We have had a century of continuity in which the basic operating assumptions of the economic system have been hegemonic. In fact this version of “modernity” was to have closed the book on history: We have reached the best of all possible worlds; there are no alternatives. Proclaiming the end of history intimates that our desires have been satiated and that there is nothing further to strive for.
i don’t read adbusters too much anymore because i think a lot of it IS too hopeless/ armageddonist/depressing, but i still subscribe to the online feed and what caught my eye about this one is that there has been something in my mind for a really long time now with respect to my particular demographic – educated middle class americans with plenty of food, clothing, shelter – that goes something like “WE HAVE EVERYTHING. WHY AREN’T WE HAPPY?”, which seems simple, but it is all heavy with a million questions about both of the words “everything” and “happy”, and extends way beyond myself and my community to America as a whole, and our self-image of always “the best. america is the best. the best of everything is here. it is yours to take if you work hard enough”.
but it turns out that maybe, just maybe, that isn’t true, that the American Dream was a fallacy, or, even worse: what if the “everything” isn’t enough when you get it? what if, when you get to the top run of the ladder – the house, the yard, the boat, the kids, the degrees, the “everything” – what if then that isn’t enough? it must be really depressing to get to the top and realize it’s not far enough.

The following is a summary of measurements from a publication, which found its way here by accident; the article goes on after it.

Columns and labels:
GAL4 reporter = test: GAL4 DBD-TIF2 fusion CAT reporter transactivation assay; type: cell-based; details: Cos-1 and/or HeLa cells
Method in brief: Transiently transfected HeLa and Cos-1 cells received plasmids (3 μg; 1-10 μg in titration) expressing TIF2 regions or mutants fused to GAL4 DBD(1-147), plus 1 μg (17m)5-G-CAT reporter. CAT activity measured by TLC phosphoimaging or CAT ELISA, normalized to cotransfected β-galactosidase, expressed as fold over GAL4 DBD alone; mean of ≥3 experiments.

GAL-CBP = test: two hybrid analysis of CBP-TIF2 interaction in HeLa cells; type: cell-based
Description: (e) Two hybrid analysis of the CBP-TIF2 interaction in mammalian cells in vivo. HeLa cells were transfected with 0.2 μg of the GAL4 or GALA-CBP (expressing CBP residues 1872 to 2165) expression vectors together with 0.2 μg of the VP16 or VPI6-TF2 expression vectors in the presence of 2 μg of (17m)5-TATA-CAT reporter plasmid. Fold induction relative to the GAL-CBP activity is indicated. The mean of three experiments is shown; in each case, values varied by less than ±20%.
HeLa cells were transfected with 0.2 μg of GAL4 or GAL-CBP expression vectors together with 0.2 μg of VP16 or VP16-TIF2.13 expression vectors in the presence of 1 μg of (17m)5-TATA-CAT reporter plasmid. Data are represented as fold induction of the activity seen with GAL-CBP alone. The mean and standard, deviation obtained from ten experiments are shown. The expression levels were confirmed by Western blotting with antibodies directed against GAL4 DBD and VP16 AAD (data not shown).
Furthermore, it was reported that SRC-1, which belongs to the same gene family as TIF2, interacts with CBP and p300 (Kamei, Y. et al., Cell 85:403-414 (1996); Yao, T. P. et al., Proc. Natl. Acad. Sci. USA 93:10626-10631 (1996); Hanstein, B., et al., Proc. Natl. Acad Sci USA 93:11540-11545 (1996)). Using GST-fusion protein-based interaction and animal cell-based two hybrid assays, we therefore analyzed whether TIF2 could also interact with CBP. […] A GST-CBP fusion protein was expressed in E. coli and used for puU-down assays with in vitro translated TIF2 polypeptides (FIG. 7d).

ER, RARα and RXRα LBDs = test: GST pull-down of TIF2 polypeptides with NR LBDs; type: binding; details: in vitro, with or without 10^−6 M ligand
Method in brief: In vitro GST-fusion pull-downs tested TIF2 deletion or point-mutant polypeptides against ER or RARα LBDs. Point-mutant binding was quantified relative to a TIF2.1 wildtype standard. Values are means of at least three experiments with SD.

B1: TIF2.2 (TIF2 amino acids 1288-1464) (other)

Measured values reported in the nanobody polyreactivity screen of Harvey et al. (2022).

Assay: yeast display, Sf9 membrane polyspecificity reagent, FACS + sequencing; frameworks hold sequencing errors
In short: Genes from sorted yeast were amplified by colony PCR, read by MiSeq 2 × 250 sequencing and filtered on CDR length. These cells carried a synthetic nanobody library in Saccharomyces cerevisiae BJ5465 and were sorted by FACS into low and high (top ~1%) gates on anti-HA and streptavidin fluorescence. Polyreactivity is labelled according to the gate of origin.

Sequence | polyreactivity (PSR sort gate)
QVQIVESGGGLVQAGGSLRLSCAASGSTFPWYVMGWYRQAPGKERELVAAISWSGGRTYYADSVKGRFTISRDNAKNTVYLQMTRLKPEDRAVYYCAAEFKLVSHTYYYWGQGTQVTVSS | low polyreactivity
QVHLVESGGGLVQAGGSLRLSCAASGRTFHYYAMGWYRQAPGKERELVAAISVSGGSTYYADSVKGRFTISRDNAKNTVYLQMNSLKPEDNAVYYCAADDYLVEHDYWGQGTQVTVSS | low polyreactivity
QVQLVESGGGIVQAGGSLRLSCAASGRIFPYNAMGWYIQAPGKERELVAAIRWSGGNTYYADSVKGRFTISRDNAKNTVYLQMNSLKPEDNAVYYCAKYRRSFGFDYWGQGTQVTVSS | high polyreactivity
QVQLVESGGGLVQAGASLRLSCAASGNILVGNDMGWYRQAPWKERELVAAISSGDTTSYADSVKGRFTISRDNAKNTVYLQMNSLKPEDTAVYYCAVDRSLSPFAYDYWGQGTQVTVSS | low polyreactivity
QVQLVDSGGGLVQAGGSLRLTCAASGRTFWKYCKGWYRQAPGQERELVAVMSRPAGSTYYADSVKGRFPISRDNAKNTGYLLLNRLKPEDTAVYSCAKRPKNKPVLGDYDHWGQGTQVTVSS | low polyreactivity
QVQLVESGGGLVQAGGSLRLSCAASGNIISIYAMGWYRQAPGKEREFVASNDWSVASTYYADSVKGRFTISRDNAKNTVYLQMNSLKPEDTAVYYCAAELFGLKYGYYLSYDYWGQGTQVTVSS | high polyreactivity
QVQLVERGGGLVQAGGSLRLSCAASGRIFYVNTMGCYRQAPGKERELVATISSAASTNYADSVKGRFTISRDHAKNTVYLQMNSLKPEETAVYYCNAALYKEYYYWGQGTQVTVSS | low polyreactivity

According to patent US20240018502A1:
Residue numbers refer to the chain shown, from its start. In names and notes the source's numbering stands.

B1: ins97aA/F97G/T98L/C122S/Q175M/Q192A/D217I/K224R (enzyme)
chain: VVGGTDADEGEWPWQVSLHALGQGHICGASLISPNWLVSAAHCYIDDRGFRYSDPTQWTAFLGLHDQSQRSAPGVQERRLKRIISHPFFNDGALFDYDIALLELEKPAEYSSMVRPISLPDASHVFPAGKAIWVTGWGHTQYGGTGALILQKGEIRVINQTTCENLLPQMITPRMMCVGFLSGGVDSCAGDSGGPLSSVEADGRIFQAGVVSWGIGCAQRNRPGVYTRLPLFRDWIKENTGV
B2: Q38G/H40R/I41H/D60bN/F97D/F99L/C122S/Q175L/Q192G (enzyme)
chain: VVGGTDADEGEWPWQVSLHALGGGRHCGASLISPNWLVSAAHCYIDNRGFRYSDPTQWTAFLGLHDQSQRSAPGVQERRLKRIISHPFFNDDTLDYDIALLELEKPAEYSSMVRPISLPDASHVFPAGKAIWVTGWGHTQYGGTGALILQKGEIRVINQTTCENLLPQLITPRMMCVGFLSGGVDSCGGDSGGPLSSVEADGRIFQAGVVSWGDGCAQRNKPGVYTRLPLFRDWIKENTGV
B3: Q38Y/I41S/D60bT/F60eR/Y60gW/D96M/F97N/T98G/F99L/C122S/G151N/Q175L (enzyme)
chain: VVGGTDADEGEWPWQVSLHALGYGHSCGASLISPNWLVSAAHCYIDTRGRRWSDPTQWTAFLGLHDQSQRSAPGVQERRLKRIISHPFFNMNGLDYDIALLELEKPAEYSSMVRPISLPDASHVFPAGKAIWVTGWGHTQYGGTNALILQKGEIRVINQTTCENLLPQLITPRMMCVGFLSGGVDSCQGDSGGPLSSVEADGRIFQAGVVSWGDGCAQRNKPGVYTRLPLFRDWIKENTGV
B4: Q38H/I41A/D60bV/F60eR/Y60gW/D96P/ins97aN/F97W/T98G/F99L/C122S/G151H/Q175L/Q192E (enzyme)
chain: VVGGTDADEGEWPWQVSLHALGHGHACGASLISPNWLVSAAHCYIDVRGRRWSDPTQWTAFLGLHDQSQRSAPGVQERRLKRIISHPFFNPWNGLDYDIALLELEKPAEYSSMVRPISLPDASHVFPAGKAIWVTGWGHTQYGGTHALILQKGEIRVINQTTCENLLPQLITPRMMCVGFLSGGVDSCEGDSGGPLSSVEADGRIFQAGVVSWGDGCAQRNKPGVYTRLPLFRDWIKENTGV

my speculation is that, like the early Europeans who came from perfectly good lives with solid communities to risk everything on the American frontier, there is a part of human nature that is utterly insatiable, no matter what you give it, and that the “everything” we want isn’t as physical as we’ve been lead to believe – via consumerism, marketing – the “everything” is something intangible, and possibly unattainable. it’s what drives us as humans to do what we do. if it were attainable, how would we evolve?
my generation (X), and the next (Y) seems to be the first in a few to really FEEL this. we were taught, growing up in the 80s especially, that once certain things were attained, peace and happiness would follow. but all after our parents and grandparents and great-grandparents hard work, building industries and fighting for civil rights and freedom, those of us in the educated middle-class who have access to all the things our forefathers dreamed about, here we are, standing on the top rung of the ladder, and we’re still not happy, and the world – and the rest of the world – it’s even more of a mess than before.
that is why the one sentence that hit me most in this piece was “Jean-Paul Sartre described anguish as the recognition of responsibility and the ensuing need to act without guarantee, without hope.“ as Americans, we have a lot of responsibility in this world, as we consume most of the resources and control a lot of the politics. but what hope can we feel now about it all, when it seems we inherited a wealth of square pegs but none of them fit in what turned out to be round holes?